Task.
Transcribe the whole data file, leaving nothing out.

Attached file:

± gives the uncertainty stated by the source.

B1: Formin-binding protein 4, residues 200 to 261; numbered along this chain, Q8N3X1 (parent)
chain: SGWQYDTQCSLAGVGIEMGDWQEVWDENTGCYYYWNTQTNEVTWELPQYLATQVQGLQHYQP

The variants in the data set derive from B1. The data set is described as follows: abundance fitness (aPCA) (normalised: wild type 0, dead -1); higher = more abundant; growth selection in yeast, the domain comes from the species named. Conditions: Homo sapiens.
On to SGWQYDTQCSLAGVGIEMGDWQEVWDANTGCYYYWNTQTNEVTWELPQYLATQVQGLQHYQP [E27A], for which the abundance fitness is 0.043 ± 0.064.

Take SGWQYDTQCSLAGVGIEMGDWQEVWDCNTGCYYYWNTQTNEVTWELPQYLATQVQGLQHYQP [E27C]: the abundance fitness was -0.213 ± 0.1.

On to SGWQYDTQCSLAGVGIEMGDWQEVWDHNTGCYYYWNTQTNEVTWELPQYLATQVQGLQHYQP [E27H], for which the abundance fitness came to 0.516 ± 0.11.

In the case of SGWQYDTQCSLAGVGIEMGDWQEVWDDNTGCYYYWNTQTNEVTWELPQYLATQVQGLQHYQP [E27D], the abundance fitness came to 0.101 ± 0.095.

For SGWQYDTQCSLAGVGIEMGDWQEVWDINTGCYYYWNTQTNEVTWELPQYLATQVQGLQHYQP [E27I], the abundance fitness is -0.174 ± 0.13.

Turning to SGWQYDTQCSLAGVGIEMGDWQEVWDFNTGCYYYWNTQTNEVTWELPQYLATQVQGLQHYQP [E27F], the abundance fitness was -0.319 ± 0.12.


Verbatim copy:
± gives the uncertainty stated by the source.

B1: Formin-binding protein 4, residues 200 to 261; numbered along this chain, Q8N3X1 (parent)
chain: SGWQYDTQCSLAGVGIEMGDWQEVWDENTGCYYYWNTQTNEVTWELPQYLATQVQGLQHYQP

The variants in the data set derive from B1. The data set is described as follows: abundance fitness (aPCA) (normalised: wild type 0, dead -1); higher = more abundant; growth selection in yeast, the domain comes from the species named. Conditions: Homo sapiens.
On to SGWQYDTQCSLAGVGIEMGDWQEVWDANTGCYYYWNTQTNEVTWELPQYLATQVQGLQHYQP [E27A], for which the abundance fitness is 0.043 ± 0.064.

Take SGWQYDTQCSLAGVGIEMGDWQEVWDCNTGCYYYWNTQTNEVTWELPQYLATQVQGLQHYQP [E27C]: the abundance fitness was -0.213 ± 0.1.

On to SGWQYDTQCSLAGVGIEMGDWQEVWDHNTGCYYYWNTQTNEVTWELPQYLATQVQGLQHYQP [E27H], for which the abundance fitness came to 0.516 ± 0.11.

In the case of SGWQYDTQCSLAGVGIEMGDWQEVWDDNTGCYYYWNTQTNEVTWELPQYLATQVQGLQHYQP [E27D], the abundance fitness came to 0.101 ± 0.095.

For SGWQYDTQCSLAGVGIEMGDWQEVWDINTGCYYYWNTQTNEVTWELPQYLATQVQGLQHYQP [E27I], the abundance fitness is -0.174 ± 0.13.

Turning to SGWQYDTQCSLAGVGIEMGDWQEVWDFNTGCYYYWNTQTNEVTWELPQYLATQVQGLQHYQP [E27F], the abundance fitness was -0.319 ± 0.12.